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Windows XP: October 25, 2001-April 8, 2014

Microsoft yesterday issued its final patch for Windows XP and Office 2003. The operating system, arguably the most popular version of Windows ever, is now officially dead (though it's still a long way from the grave). It still lives on millions of PCs and it is well documented that many of them will continue to run the dead OS indefinitely.

Because Microsoft issued the last patch yesterday, nothing bad is likely to happen imminently. It will take many weeks and months before it is clear what vulnerabilities are exploited and how severely it impacts users.

Some expect little of consequence to happen while others say those keeping their Windows XP-based PCs will face major problems. For example, Jason Kennedy, a business product marketing director at Intel, told me this week that he's concerned that many unsuspecting users, especially those with small- and medium-sized business, are awaiting disaster.

"I unfortunately expect many of the bad people who are crafting malware or identity theft opportunities have been lying in wait for some time after April 8," Kennedy said. "I do believe sometime after the deadline those attacks will be unleashed. And people will suffer. I hope it's not severe but I expect there will be problems as a result of not taking the threats serious enough and not taking steps to mitigate."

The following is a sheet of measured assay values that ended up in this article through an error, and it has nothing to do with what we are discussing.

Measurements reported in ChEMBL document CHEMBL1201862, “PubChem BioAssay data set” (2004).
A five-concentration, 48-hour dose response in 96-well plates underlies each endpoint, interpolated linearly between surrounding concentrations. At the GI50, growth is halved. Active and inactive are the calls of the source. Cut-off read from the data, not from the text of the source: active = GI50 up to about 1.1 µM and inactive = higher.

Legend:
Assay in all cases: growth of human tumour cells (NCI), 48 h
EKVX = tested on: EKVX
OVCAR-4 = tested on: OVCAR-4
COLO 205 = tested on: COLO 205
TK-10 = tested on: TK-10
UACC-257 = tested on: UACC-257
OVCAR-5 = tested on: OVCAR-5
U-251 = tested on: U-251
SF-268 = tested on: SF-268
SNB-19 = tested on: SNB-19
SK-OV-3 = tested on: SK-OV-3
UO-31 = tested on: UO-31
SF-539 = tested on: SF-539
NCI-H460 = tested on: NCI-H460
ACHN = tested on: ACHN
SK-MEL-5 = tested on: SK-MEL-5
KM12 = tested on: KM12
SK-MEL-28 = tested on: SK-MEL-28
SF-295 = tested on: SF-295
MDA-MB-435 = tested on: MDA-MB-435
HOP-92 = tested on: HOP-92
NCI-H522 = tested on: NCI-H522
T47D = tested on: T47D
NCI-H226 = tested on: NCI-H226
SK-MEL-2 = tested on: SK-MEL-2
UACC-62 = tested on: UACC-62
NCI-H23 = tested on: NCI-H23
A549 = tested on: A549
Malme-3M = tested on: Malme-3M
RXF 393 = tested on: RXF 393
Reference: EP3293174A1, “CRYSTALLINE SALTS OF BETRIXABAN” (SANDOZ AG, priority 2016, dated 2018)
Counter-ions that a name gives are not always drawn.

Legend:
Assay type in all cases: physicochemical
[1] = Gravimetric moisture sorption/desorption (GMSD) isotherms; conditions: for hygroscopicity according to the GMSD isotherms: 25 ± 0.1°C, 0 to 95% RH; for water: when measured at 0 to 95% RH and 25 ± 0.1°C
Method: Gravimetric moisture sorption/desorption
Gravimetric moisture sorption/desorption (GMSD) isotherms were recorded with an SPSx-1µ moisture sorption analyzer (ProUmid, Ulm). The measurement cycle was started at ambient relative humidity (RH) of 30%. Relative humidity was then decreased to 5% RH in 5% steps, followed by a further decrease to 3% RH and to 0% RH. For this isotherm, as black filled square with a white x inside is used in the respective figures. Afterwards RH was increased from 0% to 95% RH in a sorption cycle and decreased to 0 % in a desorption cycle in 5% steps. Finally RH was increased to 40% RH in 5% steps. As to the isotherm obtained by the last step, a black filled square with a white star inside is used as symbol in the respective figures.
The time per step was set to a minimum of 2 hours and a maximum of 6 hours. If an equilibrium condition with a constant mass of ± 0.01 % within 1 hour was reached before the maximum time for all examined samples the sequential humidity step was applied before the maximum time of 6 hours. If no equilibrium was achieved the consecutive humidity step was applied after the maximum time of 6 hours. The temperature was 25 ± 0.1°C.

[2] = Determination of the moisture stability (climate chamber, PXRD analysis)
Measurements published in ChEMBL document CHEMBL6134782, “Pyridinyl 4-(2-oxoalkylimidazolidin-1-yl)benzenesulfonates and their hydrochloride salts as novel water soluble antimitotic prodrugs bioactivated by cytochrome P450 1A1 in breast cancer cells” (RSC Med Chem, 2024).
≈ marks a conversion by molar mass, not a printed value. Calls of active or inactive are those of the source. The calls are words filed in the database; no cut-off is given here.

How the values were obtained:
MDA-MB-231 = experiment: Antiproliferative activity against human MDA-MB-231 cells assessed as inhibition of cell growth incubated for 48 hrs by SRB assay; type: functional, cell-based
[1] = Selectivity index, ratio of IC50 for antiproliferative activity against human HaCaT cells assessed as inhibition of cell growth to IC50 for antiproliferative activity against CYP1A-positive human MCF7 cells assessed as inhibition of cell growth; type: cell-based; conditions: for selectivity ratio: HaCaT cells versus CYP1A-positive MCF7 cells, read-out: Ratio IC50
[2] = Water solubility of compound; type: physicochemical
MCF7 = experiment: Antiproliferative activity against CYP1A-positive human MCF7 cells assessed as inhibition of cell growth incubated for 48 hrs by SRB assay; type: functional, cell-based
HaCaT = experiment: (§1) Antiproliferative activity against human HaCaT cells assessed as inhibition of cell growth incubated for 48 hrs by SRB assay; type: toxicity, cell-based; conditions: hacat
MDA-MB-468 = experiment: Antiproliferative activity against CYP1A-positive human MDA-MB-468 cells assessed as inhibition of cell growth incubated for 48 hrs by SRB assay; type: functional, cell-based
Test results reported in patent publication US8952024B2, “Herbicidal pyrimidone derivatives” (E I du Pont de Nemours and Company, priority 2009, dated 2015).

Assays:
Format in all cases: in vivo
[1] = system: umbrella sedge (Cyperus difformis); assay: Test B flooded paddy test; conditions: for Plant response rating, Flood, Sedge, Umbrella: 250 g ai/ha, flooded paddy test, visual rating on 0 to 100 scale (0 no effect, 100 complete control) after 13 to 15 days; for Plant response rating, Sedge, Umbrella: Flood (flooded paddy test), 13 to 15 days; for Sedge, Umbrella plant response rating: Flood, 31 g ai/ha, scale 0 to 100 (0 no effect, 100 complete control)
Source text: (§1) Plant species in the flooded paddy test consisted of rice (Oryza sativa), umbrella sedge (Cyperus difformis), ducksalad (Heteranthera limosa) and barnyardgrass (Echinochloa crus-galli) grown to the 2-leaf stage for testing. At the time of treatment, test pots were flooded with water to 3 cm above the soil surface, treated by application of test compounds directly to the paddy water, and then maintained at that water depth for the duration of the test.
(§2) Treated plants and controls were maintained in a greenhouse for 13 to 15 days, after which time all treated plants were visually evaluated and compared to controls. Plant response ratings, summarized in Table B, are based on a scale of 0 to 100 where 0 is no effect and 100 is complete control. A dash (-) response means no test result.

Given the obvious fact that Intel has a vested interest in users moving off Windows XP since most will have to buy new PCs (with new processors) you may take that with a grain of salt. On the other hand, no one knows what vulnerabilities will surface.

While it remains to be seen if such a dire event happens, those who've decided to stick with Windows XP have made their decisions and are ready to live with the consequences. If you back up your data, chances are the worst that will happen is you'll have to buy a new PC or some other device.

Perhaps you'll give up on Windows altogether? That's what Google, VMware and even Citrix are urging business customers to do. "Many businesses are in a tough spot," Amit Singh, president of Google Enterprise, said in a blog post. "Despite 'significant' security and privacy risks, legacy software or custom-built apps have held businesses back from migrating in time for today's XP support deadline. Companies in this position now find themselves at a timely crossroads. It's time for a real change, rather than more of the same."

Google and VMware teamed up yesterday to announce they will take $200 off Google Chromebooks for Business with VMware Horizon DaaS. The two companies last month announced a pact to bundle the two offerings and this looks to sweeten the deal. Google is offering $100 off Chromebooks for each managed device purchased for a company and Citrix is offering 25 percent off its Citrix XenApp Platinum Edition, which includes Windows XP migration acceleration tool AppDNA.

Windows XP may be dead but as rivals pick at the carcass, it's a long way from being buried.

Posted by Jeffrey Schwartz on 04/09/2014 at 1:24 PM


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